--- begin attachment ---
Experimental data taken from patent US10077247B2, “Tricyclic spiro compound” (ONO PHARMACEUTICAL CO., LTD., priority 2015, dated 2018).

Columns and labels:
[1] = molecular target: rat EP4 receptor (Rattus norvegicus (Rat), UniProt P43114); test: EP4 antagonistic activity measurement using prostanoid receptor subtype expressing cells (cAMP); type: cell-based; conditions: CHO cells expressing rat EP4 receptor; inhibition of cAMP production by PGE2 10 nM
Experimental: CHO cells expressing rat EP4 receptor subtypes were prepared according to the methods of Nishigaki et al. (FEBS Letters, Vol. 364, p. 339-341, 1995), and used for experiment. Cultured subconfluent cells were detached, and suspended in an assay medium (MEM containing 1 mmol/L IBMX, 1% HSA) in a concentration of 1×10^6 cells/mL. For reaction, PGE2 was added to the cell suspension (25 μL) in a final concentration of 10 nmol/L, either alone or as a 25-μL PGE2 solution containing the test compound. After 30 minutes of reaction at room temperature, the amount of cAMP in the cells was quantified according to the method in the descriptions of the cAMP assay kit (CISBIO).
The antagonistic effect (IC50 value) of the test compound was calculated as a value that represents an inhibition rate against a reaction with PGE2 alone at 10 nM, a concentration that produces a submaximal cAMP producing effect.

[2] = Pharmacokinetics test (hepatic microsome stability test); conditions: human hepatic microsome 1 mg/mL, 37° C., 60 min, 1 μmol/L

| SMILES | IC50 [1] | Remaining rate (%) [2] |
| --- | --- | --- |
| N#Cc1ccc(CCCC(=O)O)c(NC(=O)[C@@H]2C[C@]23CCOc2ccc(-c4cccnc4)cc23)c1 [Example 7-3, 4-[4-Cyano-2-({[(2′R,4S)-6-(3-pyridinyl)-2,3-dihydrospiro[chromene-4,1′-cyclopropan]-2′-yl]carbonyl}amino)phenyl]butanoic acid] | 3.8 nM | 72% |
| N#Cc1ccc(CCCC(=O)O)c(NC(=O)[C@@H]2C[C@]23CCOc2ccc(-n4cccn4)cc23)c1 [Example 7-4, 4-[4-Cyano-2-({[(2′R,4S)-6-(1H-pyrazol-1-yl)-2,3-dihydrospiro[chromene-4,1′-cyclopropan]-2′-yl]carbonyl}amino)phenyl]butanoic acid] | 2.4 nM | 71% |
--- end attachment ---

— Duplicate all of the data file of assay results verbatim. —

Experimental data taken from patent US10077247B2, “Tricyclic spiro compound” (ONO PHARMACEUTICAL CO., LTD., priority 2015, dated 2018).

Columns and labels:
[1] = molecular target: rat EP4 receptor (Rattus norvegicus (Rat), UniProt P43114); test: EP4 antagonistic activity measurement using prostanoid receptor subtype expressing cells (cAMP); type: cell-based; conditions: CHO cells expressing rat EP4 receptor; inhibition of cAMP production by PGE2 10 nM
Experimental: CHO cells expressing rat EP4 receptor subtypes were prepared according to the methods of Nishigaki et al. (FEBS Letters, Vol. 364, p. 339-341, 1995), and used for experiment. Cultured subconfluent cells were detached, and suspended in an assay medium (MEM containing 1 mmol/L IBMX, 1% HSA) in a concentration of 1×10^6 cells/mL. For reaction, PGE2 was added to the cell suspension (25 μL) in a final concentration of 10 nmol/L, either alone or as a 25-μL PGE2 solution containing the test compound. After 30 minutes of reaction at room temperature, the amount of cAMP in the cells was quantified according to the method in the descriptions of the cAMP assay kit (CISBIO).
The antagonistic effect (IC50 value) of the test compound was calculated as a value that represents an inhibition rate against a reaction with PGE2 alone at 10 nM, a concentration that produces a submaximal cAMP producing effect.

[2] = Pharmacokinetics test (hepatic microsome stability test); conditions: human hepatic microsome 1 mg/mL, 37° C., 60 min, 1 μmol/L

| SMILES | IC50 [1] | Remaining rate (%) [2] |
| --- | --- | --- |
| N#Cc1ccc(CCCC(=O)O)c(NC(=O)[C@@H]2C[C@]23CCOc2ccc(-c4cccnc4)cc23)c1 [Example 7-3, 4-[4-Cyano-2-({[(2′R,4S)-6-(3-pyridinyl)-2,3-dihydrospiro[chromene-4,1′-cyclopropan]-2′-yl]carbonyl}amino)phenyl]butanoic acid] | 3.8 nM | 72% |
| N#Cc1ccc(CCCC(=O)O)c(NC(=O)[C@@H]2C[C@]23CCOc2ccc(-n4cccn4)cc23)c1 [Example 7-4, 4-[4-Cyano-2-({[(2′R,4S)-6-(1H-pyrazol-1-yl)-2,3-dihydrospiro[chromene-4,1′-cyclopropan]-2′-yl]carbonyl}amino)phenyl]butanoic acid] | 2.4 nM | 71% |